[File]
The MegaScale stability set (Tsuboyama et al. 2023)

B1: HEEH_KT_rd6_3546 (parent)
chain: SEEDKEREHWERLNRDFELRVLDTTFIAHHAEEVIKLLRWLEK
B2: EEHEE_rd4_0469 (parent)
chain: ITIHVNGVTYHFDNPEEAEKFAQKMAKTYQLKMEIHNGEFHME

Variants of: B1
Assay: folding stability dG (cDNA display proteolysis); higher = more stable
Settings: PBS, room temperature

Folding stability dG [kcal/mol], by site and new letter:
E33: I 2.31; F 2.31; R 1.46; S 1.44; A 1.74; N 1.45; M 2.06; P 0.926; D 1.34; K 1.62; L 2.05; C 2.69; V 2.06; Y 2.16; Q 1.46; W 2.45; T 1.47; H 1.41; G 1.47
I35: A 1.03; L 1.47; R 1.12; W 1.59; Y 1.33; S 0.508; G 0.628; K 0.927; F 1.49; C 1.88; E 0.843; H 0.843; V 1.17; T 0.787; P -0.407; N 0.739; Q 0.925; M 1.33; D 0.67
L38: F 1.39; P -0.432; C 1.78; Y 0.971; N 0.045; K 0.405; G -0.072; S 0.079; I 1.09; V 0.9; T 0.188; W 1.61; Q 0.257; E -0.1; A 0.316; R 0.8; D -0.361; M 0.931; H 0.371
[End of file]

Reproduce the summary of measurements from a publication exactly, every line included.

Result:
The MegaScale stability set (Tsuboyama et al. 2023)

B1: HEEH_KT_rd6_3546 (parent)
chain: SEEDKEREHWERLNRDFELRVLDTTFIAHHAEEVIKLLRWLEK
B2: EEHEE_rd4_0469 (parent)
chain: ITIHVNGVTYHFDNPEEAEKFAQKMAKTYQLKMEIHNGEFHME

Variants of: B1
Assay: folding stability dG (cDNA display proteolysis); higher = more stable
Settings: PBS, room temperature

Folding stability dG [kcal/mol], by site and new letter:
E33: I 2.31; F 2.31; R 1.46; S 1.44; A 1.74; N 1.45; M 2.06; P 0.926; D 1.34; K 1.62; L 2.05; C 2.69; V 2.06; Y 2.16; Q 1.46; W 2.45; T 1.47; H 1.41; G 1.47
I35: A 1.03; L 1.47; R 1.12; W 1.59; Y 1.33; S 0.508; G 0.628; K 0.927; F 1.49; C 1.88; E 0.843; H 0.843; V 1.17; T 0.787; P -0.407; N 0.739; Q 0.925; M 1.33; D 0.67
L38: F 1.39; P -0.432; C 1.78; Y 0.971; N 0.045; K 0.405; G -0.072; S 0.079; I 1.09; V 0.9; T 0.188; W 1.61; Q 0.257; E -0.1; A 0.316; R 0.8; D -0.361; M 0.931; H 0.371